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Peter Jackson hits back over decision to axe Lee



Story by: Jack Foley

AS THE Lord of the Rings: The Return of the King finally hits cinemas and breaks records across the globe, its director, Peter Jackson, has finally responded to the controversy surrounding his decision to axe Christopher Lee from the final part of the trilogy.

Much has been made of Lee’s apparent disgust at the decision to drop him, while a petition had been set up, through his website, for fans lobbying to have his scenes reinstated.

One of the major moments was said to be a battle between himself and Sir Ian McKellen’s Gandalf, in which Saruman is eventually defeated and killed.

Commenting after the decision had been made to drop his scenes, Lee said: "Of course, I am very shocked, that's all I can say. If you want to know why you would have to ask the company New Line or director Peter Jackson and his associates because I still don't really know why."

 

But Jackson has finally broken his silence, and insists that the 81-year-old star was warned in advance of the decision, and claims it is his fans - 44,000 of whom signed calling for him to be reinstated - who are to blame for whipping up such a frenzy.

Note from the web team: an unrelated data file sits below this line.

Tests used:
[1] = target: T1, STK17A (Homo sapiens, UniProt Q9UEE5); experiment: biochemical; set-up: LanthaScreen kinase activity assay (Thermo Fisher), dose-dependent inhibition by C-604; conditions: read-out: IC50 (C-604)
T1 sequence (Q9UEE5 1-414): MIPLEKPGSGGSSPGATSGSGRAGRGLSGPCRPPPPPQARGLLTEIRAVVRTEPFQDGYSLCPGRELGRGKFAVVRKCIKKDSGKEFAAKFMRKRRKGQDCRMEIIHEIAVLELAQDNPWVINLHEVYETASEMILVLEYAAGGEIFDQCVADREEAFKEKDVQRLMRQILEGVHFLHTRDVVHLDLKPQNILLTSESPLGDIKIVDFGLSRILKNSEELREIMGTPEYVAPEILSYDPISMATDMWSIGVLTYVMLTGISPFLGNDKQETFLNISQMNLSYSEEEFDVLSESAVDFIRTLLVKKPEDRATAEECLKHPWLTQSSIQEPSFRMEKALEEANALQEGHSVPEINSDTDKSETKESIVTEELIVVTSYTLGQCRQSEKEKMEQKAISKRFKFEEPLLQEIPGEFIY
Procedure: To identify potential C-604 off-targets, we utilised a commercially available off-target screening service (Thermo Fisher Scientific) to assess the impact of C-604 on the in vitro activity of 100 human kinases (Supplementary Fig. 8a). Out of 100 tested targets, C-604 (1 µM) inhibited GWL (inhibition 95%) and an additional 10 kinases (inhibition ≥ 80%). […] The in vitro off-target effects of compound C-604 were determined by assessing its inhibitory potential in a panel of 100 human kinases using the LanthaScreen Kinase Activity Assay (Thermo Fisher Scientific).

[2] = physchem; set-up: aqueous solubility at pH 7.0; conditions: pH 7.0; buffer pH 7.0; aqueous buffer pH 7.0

"Everything I've read on the 'net is completely wrong," he maintains. "There were phone calls, faxes. He's fine, but he's got a website with fans who've started a petition, which I don't think is necessarily in h is best interest.

"I don't think for a second it was Christopher that drove that. I think it was just fans. It just brings a lot of publicity to it.

"He's not really feeling that way, but his fans are fighting the battle and it brings a lot of unnecessary publicity to it. But the scene's great and it will be on the DVD and everyone will get a chance to see it."

Jackson maintains, instead, that the seven-minute death scene was originally intended for second film, The Two Towers, and was only considered for Return Of The King if there was room in the final cut.

But he added: "It was never in The Return Of The King. The Saruman scene was one of many scenes we cut. The longer the film was, the less strong it got because you felt like you'd been there for too long and it lost its impact."

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